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We consider analogs of the LipschitzKilling curvatures of smooth Riemannian manifolds for piecewise flat spaces. In the special case of scalar curvature, the definition is due to T. Regge considerations in this spirit date back to J. Steiner. We show that if a piecewise flat space approximates a smooth space in a suitable sense, then the corresponding curvatures are close in the sense of measures.
On the convergence of metric and geometric properties of polyhedral surfaces
 GEOMETRIAE DEDICATA
, 2005
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Vines and vineyards by updating persistence in linear time
 In “Proc. 22nd
, 2006
"... Persistent homology is the mathematical core of recent work on shape, including reconstruction, recognition, and matching. Its pertinent information is encapsulated by a pairing of the critical values of a function, visualized by points forming a diagram in the plane. The original algorithm in [10] ..."
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Cited by 29 (9 self)
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Persistent homology is the mathematical core of recent work on shape, including reconstruction, recognition, and matching. Its pertinent information is encapsulated by a pairing of the critical values of a function, visualized by points forming a diagram in the plane. The original algorithm in [10] computes the pairs from an ordering of the simplices in a triangulation and takes worstcase time cubic in the number of simplices. The main result of this paper is an algorithm that maintains the pairing in worstcase linear time per transposition in the ordering. A sideeffect of the algorithm’s analysis is an elementary proof of the stability of persistence diagrams [7] in the special case of piecewiselinear functions. We use the algorithm to compute 1parameter families of diagrams which we apply to the study of protein folding trajectories. Categories and Subject Descriptors F.2.2 [Analysis of Algorithms and Problem Complexity]: Nonnumerical Algorithms and Problems—Geometrical problems and
Progressive Simplification of Tetrahedral Meshes Preserving All Isosurface Topologies
 Computer Graphics Forum
, 2003
"... In this paper, we propose a novel technique for constructing multiple levels of a tetrahedral volume dataset while preserving the topologies of all isosurfaces embedded in the data. Our simplification technique has two major phases. In the segmentation phase, we segment the volume data into topolo ..."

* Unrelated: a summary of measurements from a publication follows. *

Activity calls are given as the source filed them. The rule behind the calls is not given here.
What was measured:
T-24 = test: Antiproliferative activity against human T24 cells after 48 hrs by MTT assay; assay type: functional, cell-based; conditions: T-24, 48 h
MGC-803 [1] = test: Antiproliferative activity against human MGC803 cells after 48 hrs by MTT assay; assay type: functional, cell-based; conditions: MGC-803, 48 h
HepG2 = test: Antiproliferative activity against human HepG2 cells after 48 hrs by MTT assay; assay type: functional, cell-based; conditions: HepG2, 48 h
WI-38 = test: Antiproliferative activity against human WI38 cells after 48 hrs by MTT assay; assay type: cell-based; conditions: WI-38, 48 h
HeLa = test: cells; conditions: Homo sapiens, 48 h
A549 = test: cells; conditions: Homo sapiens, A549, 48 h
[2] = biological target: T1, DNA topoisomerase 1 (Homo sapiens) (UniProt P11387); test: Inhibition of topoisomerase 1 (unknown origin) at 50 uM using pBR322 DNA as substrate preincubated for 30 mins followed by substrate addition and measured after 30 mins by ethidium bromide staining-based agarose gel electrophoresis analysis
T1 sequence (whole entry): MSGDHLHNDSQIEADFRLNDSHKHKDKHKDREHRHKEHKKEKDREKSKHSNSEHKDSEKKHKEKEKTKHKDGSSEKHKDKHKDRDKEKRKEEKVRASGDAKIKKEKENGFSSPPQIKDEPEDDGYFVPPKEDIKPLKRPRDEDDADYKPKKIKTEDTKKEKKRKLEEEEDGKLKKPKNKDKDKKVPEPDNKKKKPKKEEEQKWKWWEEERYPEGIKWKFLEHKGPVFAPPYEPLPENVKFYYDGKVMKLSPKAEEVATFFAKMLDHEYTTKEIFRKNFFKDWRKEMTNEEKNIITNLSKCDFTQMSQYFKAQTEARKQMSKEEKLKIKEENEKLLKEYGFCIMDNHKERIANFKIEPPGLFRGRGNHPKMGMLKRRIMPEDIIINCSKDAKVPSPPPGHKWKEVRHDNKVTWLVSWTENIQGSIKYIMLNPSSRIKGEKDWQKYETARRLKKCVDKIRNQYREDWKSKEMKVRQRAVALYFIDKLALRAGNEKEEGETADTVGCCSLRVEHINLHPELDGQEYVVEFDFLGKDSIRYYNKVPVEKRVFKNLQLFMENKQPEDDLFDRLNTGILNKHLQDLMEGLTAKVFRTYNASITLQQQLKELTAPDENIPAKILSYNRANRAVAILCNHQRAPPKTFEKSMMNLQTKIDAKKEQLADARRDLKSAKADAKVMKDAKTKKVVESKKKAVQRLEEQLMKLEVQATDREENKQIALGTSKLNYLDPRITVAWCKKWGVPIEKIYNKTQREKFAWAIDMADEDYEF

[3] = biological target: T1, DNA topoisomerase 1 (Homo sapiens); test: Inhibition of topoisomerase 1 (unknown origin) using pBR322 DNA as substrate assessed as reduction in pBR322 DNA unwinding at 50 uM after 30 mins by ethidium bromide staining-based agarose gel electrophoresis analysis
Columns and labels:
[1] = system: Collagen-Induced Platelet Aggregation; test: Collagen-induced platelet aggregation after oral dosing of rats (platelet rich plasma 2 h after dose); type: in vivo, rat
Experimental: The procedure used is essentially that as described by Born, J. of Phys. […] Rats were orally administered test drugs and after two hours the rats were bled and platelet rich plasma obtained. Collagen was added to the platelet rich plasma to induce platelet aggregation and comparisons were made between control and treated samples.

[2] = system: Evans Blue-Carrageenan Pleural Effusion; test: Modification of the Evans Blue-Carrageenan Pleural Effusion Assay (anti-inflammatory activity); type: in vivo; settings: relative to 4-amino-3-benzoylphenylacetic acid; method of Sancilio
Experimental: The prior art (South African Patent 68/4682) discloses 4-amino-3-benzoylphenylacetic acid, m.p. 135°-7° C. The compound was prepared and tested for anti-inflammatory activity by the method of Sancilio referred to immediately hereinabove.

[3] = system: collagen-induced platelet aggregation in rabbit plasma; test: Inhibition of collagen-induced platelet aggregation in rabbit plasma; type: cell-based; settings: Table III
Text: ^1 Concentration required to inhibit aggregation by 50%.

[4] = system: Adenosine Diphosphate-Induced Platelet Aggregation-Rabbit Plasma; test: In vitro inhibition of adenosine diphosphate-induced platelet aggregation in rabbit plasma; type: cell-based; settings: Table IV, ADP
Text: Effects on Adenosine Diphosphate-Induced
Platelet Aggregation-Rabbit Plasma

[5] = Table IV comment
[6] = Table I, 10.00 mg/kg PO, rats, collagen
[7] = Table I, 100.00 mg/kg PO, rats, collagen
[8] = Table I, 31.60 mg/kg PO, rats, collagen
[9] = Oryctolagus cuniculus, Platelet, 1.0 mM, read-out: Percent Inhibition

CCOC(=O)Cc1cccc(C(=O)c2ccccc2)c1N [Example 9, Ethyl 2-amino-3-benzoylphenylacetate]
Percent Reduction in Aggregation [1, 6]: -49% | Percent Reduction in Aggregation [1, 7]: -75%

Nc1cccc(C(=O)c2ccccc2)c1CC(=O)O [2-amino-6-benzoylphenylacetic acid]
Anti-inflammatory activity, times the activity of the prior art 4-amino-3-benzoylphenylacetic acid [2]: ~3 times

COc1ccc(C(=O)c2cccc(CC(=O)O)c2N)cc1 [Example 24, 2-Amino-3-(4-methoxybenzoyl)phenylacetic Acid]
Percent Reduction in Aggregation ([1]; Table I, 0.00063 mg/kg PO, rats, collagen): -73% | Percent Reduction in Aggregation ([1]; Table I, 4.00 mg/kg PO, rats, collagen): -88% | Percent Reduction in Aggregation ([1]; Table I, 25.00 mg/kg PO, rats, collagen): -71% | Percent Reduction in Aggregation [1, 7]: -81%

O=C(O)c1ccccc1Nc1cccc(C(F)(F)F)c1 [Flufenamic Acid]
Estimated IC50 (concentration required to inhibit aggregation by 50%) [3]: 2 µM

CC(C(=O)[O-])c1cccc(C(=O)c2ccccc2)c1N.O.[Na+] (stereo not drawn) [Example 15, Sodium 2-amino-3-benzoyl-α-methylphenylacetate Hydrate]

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Cited by 28 (2 self)
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In this paper, we propose a novel technique for constructing multiple levels of a tetrahedral volume dataset while preserving the topologies of all isosurfaces embedded in the data. Our simplification technique has two major phases. In the segmentation phase, we segment the volume data into topologicalequivalence regions, that is, the subvolumes within each of which all isosurfaces have the same topology. In the simplification phase, we simplify each topologicalequivalence region independently, one by one, by collapsing edges from the smallest to the largest errors (within the userspecified error tolerance, for a given error metrics), and ensure that we do not collapse edges that may cause an isosurfacetopology change. We also avoid creating a tetrahedral cell of negative volume (i.e., avoid the foldover problem). In this way, we guarantee to preserve all isosurface topologies in the entire simplification process, with a controlled geometric error bound. Our method also involves several additional novel ideas, including using the Morse theory and the implicit fully augmented contour tree, identifying types of edges that are not allowed to be collapsed, and developing efficient techniques to avoid many unnecessary or expensive checkings, all in an integrated manner. The experiments show that all the resulting isosurfaces preserve the topologies, and have good accuracies in their geometric shapes. Moreover, we obtain nice datareduction rates, with competitively fast running times.
Discrete OneForms on Meshes and Applications to 3D Mesh Parameterization
 Journal of CAGD
, 2006
"... We describe how some simple properties of discrete oneforms directly relate to some old and new results concerning the parameterization of 3D mesh data. Our first result is an easy proof of Tutte's celebrated "springembedding" theorem for planar graphs, which is widely used for parameterizing mesh ..."
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Cited by 25 (1 self)
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We describe how some simple properties of discrete oneforms directly relate to some old and new results concerning the parameterization of 3D mesh data. Our first result is an easy proof of Tutte's celebrated "springembedding" theorem for planar graphs, which is widely used for parameterizing meshes with the topology of a disk as a planar embedding with a convex boundary. Our second result generalizes the first, dealing with the case where the mesh contains multiple boundaries, which are free to be nonconvex in the embedding. We characterize when it is still possible to achieve an embedding, despite these boundaries being nonconvex. The third result is an analogous embedding theorem for meshes with genus 1 (topologically equivalent to the torus). Applications of these results to the parameterization of meshes with disk and toroidal topologies are demonstrated. Extensions to higher genus meshes are discussed.